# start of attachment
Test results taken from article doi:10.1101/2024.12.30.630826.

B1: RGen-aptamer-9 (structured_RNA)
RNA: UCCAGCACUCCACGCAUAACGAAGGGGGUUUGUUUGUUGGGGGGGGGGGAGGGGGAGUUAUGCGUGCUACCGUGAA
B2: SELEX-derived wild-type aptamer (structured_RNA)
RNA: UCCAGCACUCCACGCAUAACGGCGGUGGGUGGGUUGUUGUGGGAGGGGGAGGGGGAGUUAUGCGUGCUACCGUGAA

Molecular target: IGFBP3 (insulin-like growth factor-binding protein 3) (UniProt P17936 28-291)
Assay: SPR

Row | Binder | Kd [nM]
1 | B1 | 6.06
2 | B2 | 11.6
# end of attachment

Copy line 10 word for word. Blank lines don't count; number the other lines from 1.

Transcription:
2 | B2 | 11.6